It closes with recommendations for deploying WebSockets securely, applying security principles to web app design, and providing a tool for exploring WebSockets security.
Hardware backdooring is practicalJuly 26
This presentation will demonstrate that permanent backdooring of hardware is practical. We have built a generic proof of concept malware for the intel architecture, Rakshasa, capable of infecting more than a hundred of different motherboards. The first net effect of Rakshasa is to disable NX permanently and remove SMM related fixes from the BIOS, resulting in permanent lowering of the security of the backdoored computer, even after complete earasing of hard disks and reinstallation of a new operating system. We shall also demonstrate that preexisting work on MBR subvertions such as bootkiting and preboot authentication software bruteforce can be embedded in Rakshasa with little effort. More over, Rakshasa is built on top of free software, including the Coreboot project, meaning that most of its source code is already public. This presentation will take a deep dive into Coreboot and hardware components such as the BIOS, CMOS and PIC embedded on the motherboard, before detailing the inner workings of Rakshasa and demo its capabilities. It is hoped to raise awareness of the security community regarding the dangers associated with non open source firmwares shipped with any computer and question their integrity. This shall also result in upgrading the best practices for forensics and post intrusion analysis by including the afore mentioned firmwares as part of their scope of work.Presented By:
Here Be Backdoors: A Journey Into The Secrets Of Industrial FirmwareJuly 25
PLCs, Smart Meters, SCADA, Industrial Control Systems…nowadays all those terms are well known for the security industry. When critical Infrastructures come into play, the security of all those systems and devices that control refineries, Water treatment or nuclear plants pose a significant attack vector.
For years, the isolation of that world provided the best 'defense' but things are changing and that scenario is no longer valid. Is it feasible to attack a power plant without ever visiting one? Is is possible to hack into a Smart meter…without having that Smart Meter? Yes, it is. This talk discusses the approach followed to do so, mixing theory and practice.
This presentation pivots around the analysis of firmware through reverse engineering in order to discover additional scenarios such as backdoors, confidential documentation or software, vulnerabilities... Everything explained will be based on real cases, unveiling curious 'features' found in industrial devices and finally disclosing some previously unknown details of an interesting case: a backdoor discovered in a family of Smart Meters.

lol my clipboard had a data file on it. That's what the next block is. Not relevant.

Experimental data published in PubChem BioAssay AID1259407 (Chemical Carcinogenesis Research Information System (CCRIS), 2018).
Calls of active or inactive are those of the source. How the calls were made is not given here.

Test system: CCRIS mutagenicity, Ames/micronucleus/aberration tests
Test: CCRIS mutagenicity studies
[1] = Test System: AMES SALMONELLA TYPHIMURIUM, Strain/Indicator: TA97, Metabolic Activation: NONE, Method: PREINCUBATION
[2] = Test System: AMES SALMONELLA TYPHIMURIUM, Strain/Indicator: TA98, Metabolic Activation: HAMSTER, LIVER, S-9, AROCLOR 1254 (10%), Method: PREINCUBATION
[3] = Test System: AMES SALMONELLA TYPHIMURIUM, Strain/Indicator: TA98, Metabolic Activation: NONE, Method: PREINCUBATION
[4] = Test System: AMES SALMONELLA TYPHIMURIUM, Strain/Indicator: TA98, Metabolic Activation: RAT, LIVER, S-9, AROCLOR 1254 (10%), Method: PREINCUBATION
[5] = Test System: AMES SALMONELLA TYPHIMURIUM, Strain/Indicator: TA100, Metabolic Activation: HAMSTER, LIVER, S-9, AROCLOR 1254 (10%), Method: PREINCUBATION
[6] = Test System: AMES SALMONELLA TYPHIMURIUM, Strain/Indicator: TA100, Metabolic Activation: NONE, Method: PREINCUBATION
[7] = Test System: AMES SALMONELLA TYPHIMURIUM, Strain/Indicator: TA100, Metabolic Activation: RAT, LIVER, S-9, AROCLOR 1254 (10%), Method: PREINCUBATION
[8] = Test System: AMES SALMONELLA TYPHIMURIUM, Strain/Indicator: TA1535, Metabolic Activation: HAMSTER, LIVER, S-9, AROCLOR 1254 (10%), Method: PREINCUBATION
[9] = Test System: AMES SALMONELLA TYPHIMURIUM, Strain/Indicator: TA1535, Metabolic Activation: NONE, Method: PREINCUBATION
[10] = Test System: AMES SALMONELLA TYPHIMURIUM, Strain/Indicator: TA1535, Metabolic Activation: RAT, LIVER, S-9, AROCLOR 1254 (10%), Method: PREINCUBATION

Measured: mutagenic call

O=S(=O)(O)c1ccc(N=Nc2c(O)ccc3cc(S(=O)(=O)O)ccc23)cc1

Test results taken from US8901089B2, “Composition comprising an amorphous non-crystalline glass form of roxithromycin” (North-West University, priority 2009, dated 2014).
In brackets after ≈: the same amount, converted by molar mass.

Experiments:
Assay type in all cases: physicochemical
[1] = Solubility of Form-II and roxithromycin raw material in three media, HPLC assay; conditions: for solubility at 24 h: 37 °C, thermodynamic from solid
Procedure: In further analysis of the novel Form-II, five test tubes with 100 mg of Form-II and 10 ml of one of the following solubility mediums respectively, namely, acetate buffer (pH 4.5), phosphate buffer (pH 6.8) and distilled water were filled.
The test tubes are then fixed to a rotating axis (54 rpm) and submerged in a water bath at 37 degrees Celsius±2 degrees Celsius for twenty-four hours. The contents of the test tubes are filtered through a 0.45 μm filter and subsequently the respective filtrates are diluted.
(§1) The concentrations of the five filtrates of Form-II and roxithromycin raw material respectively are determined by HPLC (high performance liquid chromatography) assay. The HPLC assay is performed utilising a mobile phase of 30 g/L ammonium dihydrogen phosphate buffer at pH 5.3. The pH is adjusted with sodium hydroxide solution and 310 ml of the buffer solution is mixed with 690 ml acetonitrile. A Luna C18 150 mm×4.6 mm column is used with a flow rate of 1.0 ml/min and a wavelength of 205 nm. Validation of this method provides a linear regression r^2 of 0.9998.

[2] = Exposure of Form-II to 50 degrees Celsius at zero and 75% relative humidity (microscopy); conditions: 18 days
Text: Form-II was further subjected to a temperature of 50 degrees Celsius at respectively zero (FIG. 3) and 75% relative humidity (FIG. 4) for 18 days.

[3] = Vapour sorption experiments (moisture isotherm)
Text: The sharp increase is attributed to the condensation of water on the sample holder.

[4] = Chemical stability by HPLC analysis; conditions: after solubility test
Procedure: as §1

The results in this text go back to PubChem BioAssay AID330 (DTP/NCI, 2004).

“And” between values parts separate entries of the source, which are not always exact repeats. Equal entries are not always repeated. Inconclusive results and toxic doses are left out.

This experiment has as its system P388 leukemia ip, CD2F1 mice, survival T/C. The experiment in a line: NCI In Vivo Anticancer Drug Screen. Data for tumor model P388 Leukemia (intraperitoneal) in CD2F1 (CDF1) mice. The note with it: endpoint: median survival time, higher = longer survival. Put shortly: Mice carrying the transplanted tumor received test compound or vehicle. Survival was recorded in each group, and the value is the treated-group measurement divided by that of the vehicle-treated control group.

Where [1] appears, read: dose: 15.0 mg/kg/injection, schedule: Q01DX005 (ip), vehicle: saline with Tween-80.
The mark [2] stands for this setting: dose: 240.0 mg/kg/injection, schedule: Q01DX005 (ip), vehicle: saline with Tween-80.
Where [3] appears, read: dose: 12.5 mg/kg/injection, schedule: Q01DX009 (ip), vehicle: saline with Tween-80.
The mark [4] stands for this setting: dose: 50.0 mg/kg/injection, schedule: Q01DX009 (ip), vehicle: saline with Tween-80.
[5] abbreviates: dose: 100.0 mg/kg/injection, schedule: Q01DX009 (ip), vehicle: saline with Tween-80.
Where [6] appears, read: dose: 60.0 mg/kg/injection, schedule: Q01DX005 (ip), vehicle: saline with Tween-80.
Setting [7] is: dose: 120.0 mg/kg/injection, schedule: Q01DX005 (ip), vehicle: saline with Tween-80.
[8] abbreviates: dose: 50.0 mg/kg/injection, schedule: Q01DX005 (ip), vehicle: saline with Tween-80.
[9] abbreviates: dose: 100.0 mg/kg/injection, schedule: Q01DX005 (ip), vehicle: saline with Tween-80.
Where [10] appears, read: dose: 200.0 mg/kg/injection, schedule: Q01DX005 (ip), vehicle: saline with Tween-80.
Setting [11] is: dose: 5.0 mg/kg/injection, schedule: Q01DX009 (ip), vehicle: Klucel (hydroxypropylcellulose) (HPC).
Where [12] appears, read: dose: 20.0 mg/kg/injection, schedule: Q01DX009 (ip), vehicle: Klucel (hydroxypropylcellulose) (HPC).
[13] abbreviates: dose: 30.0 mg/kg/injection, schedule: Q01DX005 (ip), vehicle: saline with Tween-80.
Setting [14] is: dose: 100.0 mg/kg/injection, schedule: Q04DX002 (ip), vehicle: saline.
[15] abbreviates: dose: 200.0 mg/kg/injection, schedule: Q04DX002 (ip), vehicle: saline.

We will navigate through the dark waters of Industrial Control Systems, where the security by obscurity has ruled for years. Join us into this journey, here be backdoors…Presented By:
Hookin' Ain't Easy: BeEF Injection with MITMJuly 26
Kiddies gotta make the money, and it don't come easy when those mean users don't click our links. And if there aren't any ports open, what's a PenTest John to do?? If you are curious about hooking browsers without yucky social engineering or XSS, getting the goods through proxy hosts, or even if you're just BeEF-curious, this is the one you've been waiting for.
This talk is about, that's right, BEEF INJECTION: a completely unabashed love story between MITM and the BeEF Framework. Through demos and new code, we'll show you how to hook up with browsers using old pickup lines like ARP Poisoning and Karma Attacks, and once you get their digits, we'll even show you how to maintain that relationship, and use it to get even more connections you never dreamed of. Featuring in-depth BeEF tips by Ryan Linn, author of "Coding for Penetration Testers", and Steve Ocepek, creator of thicknet and the seminal favorite, "How to Get a Date Using Unshielded Twisted Pair and a Hot Glue Gun", you too can get in on the Pro Tips and up your IEEE 802 dating game.
How many bricks does it take to crack a microcell?July 26
This is a tale of a journey that tested almost every security related skill I have acquired over the past six years. It is a story of a software hackers trip through a hardware hackers world; a story of successes, failures, logic flaws and learning.
This talk is my adventure through reverse engineering a 3G microcell. It will cover topics from hardware hacking, kernel reversing, firmware extraction and manipulation, software reversing, networking, memory forensics, social engineering, and more. I have gained a wealth of knowledge going through the process of completely pulling apart this device and want to share my trial and errors. The talk covers such a broad spectrum of topics with differential depths that anyone attending should obtain some knowledge they previously did not have.Presented By:
How the Analysis of Electrical Current Consumption of Embedded Systems Could Lead to Code Reversing?July 25
A practical approach of Power Analysis dedicated to reverse Engineering
This submission presents an experimental protocol developed to extract (part of) the code that runs on an embedded system using its power consumption